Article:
Fall 2002

CS/PSY 6750

18

Related Modeling
Techniques


Many techniques fall within this “human
as information processor” model


Common thread
-

hierarchical
decomposition


Divide behaviors into smaller chunks


Questions:

What is unit chunk?

When to start/stop?

Fall 2002

CS/PSY 6750

19

2. GOMS


G
oals,
O
perators,
M
ethods,
S
election







Rules


Developed by Card, Moran and Newell


Probably the most widely known and used
technique in this family


Fall 2002

CS/PSY 6750

20

Assumptions


“Expert” is performing UI operations


Interacting with system is problem solving


Decompose into subproblems


Determine goals to attack problem


Know sequence of operations used to
achieve the goals


Timing values for each operation

Fall 2002

CS/PSY 6750

21

Goal


End state trying to achieve


Then decompose into subgoals

Moved sentence

Select
sentence

Cut
sentence

Paste
sentence

Move to new spot

Place it

Fall 2002

CS/PSY 6750

22

Operators


Basic actions available for performing a
task (lowest level actions)



Examples: move mouse pointer, drag,
press key, read dialog box, …


Fall 2002

CS/PSY 6750

23

Methods


Sequence of operators (procedures) for
accomplishing a goal (may be multiple)



Example: Select sentence


Move mouse pointer to first word


Depress button


Drag to last word


Release

Fall 2002

CS/PSY 6750

24

Selection Rules


Invoked when there is a choice of a
method


GOMS attempts to predict which methods
will be used



Example: Could cut sentence either by
menu pulldown or by ctrl
-
x

Fall 2002

CS/PSY 6750

25

GOMS Procedure


Walk through sequence of steps


Assign each an approximate time duration



-
> Know overall performance time



(Can be tedious)

Fall 2002

CS/PSY 6750

26

Application


NYNEX telephone operation system


GOMS analysis used to determine critical
path, time to complete typical task


Determined that new system would
actually be slower


Abandoned, saving millions of dollars

Fall 2002

CS/PSY 6750

27

Limitations


GOMS is not for


Tasks where steps are not well understood


Inexperienced users


Why?


Fall 2002

CS/PSY 6750

28

GOMS Variants


GOMS is often combined with a keystroke level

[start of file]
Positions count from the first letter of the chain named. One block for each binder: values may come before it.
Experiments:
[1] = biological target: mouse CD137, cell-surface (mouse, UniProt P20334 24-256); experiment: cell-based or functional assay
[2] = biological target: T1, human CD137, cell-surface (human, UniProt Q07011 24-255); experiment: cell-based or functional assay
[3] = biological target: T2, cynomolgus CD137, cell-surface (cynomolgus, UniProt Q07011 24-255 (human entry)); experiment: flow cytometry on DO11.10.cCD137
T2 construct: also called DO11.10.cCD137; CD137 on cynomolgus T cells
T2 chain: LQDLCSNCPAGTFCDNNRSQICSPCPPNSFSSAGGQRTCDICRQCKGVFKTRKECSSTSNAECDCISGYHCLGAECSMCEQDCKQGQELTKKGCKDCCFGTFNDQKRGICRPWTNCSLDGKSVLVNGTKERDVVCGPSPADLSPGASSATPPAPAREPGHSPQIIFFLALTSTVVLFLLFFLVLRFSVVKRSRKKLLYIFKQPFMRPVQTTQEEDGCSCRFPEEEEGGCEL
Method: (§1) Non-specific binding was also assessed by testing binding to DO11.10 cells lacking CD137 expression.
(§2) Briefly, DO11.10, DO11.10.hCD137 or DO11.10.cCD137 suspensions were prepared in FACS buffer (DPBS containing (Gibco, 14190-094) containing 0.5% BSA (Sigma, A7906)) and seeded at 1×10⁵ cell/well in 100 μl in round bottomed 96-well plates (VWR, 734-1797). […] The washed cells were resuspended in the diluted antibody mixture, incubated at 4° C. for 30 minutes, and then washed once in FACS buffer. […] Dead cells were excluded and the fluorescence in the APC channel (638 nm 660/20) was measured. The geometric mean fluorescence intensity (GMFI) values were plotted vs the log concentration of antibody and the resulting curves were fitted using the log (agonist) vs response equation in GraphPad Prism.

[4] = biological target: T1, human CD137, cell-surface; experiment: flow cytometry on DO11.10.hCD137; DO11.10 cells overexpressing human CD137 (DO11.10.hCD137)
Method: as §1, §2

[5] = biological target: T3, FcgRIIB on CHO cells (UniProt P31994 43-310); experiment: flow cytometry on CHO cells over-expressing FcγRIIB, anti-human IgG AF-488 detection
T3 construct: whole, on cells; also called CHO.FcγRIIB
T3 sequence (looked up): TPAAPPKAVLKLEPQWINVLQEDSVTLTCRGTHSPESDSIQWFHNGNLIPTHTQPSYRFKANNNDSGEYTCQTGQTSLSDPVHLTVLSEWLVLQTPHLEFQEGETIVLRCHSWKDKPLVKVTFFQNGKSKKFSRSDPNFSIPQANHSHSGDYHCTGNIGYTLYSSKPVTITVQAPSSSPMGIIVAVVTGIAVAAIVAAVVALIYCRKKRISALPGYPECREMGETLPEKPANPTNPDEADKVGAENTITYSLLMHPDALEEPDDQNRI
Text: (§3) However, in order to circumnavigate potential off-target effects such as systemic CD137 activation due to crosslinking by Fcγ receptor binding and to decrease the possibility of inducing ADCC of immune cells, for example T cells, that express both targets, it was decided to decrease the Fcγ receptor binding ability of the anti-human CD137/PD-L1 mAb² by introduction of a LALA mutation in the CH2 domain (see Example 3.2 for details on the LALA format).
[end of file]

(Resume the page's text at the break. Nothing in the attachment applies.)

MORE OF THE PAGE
analysis


KLM
-

Keystroke level model


Analyze only observable behaviors such as
keypresses, mouse movements


Low
-
level GOMS where method is given


Tasks split into two phases


Acquisition of task
-

user builds mental rep.


Execution of task
-

using system facilities

KLM predicts

Fall 2002

CS/PSY 6750

29

Procedure


How KLM works


Assigns times to different operators


Plus: Rules for adding M’s (mental
preparations) in certain spots



Chart on next slide


Fall 2002

CS/PSY 6750

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Fall 2002

CS/PSY 6750

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Fall 2002

CS/PSY 6750

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Example

1. Select sentence


Reach for mouse

H

0.40


Point to first word

P

1.10


Click button down

K

0.60


Drag to last word

P

1.20


Release


K

0.60





3.90 secs


2. Cut sentence


Press, hold ^



Point to menu


Press and release ‘x’

or

Press and hold mouse


Release ^



Move to “cut”





Release


3. ...



Move Sentence

Fall 2002

CS/PSY 6750

33

Other GOMS Variants


NGOMSL (Kieras)


Very similar to GOMS


Goals expressed as noun
-
action pair, eg.,
delete word


Same predictions as other methods


More sophisticated, incorporates learning,
consistency


Handles expert
-
novice difference, etc.

Fall 2002

CS/PSY 6750

34

3. Production Systems


Cognitive Complexity Theory


Uses goal decomposition from GOMS and
provides more predictive power


Goal
-
like hierarchy expressed using
production rules

if condition, then action

Makes a generalized transition network


From Kieras and Polson


Fall 2002

CS/PSY 6750

35

Modeling Problems


1. Terminology
-

example


High frequency use experts
-

cmd language


Infrequent novices
-

menus


What’s “frequent”, “novice”?


2. Dependent on “grain of analysis” employed


Can break down getting a cup of coffee into 7, 20, or
50 tasks


That affects number of rules and their types

Fall 2002

CS/PSY 6750

36

Modeling Problems (contd.)


3. Does not involve user per se


Don’t inform designer of what user wants



4. Time
-
consuming and lengthy



5. One user, one computer model


No social context